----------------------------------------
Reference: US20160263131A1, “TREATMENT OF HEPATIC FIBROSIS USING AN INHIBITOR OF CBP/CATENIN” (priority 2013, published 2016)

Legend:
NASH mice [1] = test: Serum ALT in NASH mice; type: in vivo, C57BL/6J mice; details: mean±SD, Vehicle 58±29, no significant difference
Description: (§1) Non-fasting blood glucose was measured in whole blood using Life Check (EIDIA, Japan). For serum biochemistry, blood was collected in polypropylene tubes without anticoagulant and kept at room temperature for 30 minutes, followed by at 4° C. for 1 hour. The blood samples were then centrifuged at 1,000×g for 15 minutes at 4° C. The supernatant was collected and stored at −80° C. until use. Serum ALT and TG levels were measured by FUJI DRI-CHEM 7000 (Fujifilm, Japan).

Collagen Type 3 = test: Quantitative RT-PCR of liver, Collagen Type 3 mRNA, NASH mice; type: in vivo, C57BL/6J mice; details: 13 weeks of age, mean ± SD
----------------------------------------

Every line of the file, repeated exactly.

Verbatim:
Reference: US20160263131A1, “TREATMENT OF HEPATIC FIBROSIS USING AN INHIBITOR OF CBP/CATENIN” (priority 2013, published 2016)

Legend:
NASH mice [1] = test: Serum ALT in NASH mice; type: in vivo, C57BL/6J mice; details: mean±SD, Vehicle 58±29, no significant difference
Description: (§1) Non-fasting blood glucose was measured in whole blood using Life Check (EIDIA, Japan). For serum biochemistry, blood was collected in polypropylene tubes without anticoagulant and kept at room temperature for 30 minutes, followed by at 4° C. for 1 hour. The blood samples were then centrifuged at 1,000×g for 15 minutes at 4° C. The supernatant was collected and stored at −80° C. until use. Serum ALT and TG levels were measured by FUJI DRI-CHEM 7000 (Fujifilm, Japan).

Collagen Type 3 = test: Quantitative RT-PCR of liver, Collagen Type 3 mRNA, NASH mice; type: in vivo, C57BL/6J mice; details: 13 weeks of age, mean ± SD